I Miss White Bread
Nobody wants to eat it anymore. It’s full of carbs. And gluten. It’s made from wheat.
I’m not talking fancy-ass bread, the kind that comes in the extra-cost “bread service” at elite restaurants these days, made from spelt and oats and black rice and seaweed, served with anchovy-tamarind-apricot spread. I’m talking white bread, the fluffy stuff that used to be a given at the start of any meal out and a staple of the home dinner table. That you ate with butter, not a plate of extra virgin olive oil pocked with herbs.
I miss white bread.
I don’t eat it anymore, either. Who can buy a bag of Wonder or Grandpa Stroehmann’s nowadays without feeling racked by guilt? Even though I know it’s what peanut butter and jelly taste best on … what bacon, lettuce, and tomato cry out for … I can’t do it. I opt instead for something dense and grainy and brown, preferably with flax seeds that I’ll spend the rest of the day picking out of my teeth.
For centuries, human beings survived on bread. Thirty thousand years ago, Europeans were pounding starchy plants on rocks; 10,000 years ago, we stopped wandering around from place to place, settled into villages, and grew wheat — thus initiating the rise of civilizations. Bread has wormed its way deep into our languages and cultures; we break bread with friends, ask God for our daily portion, envy the “upper crust,” call money “dough” and “bread.” The Body of Christ doesn’t transubstantiate into porridge, yo.
And yet. A century ago, your average Frenchman ate three baguettes a day; now, he consumes less than half a loaf. In America, 56 percent of consumers today say they’re buying less white bread. Concerns about obesity, allergies, celiac disease and carbs have made the once-ubiquitous bread basket on restaurant tables increasingly obsolete, or have morphed it into a separate course you choose to pay for and consume. This is no doubt a good thing in a society where a third of us are overweight. Yet I remember how, when my kids were small, the arrival of that gratis basket on the table seemed like such a blessing. Finally, a distraction! Something to keep them occupied!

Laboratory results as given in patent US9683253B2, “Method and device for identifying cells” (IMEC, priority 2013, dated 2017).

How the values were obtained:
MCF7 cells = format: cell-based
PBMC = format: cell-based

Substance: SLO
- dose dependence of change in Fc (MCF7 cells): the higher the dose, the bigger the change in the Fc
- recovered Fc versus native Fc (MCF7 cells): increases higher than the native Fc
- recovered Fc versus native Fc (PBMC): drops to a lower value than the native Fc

That complimentary baked dough was also a nicety, an acknowledgment that you were coming to “break bread” with your fellow community of diners, a millennia-old sign of hospitality. An amuse-bouche doesn’t quite signify the same thing.
Those dense, dark breads we now celebrate were once the fodder of peasants; refined white flour cost more and was a sign of class. That it’s now spurned as a source of allergens is a little peculiar; the fourth-century B.C. Greek poet Diphilus (I know; it sounds like a venereal disease) declared wheat bread “more nourishing, more digestible, and in every way superior” to bread made from barley or other grains.
And now — son of a bitch! It turns out Diphilus may have been right. Despite white bread’s dark rap, a recent study published in the Journal of Agricultural and Food Chemistry showed a surprising benefit to its consumption: It boosts the levels of Lactobacillus bacteria in the gut. Lactobacillus are the same bacteria that give us cheese, beer, wine, yogurt, pickles and cider, among other foods. It’s one of those newfangled probiotics. Talk about your staves of life! Strains of Lactobacillus have been shown to protect against tumors and cancers and to have anti-inflammatory properties.
So maybe white bread is ready to join the list of once-scientifically scorned foods that are now being rehabilitated by science, among them coffee, butter, coconut and dark chocolate, which has the same salutary effects on gut bacteria as white bread. Which makes me wonder: Does science have any idea what it’s doing? Especially when the scientist who once told us gluten was the root of all evil just came out and announced he, um, had been completely wrong?
I think I’ll make a BLT and chew on it.
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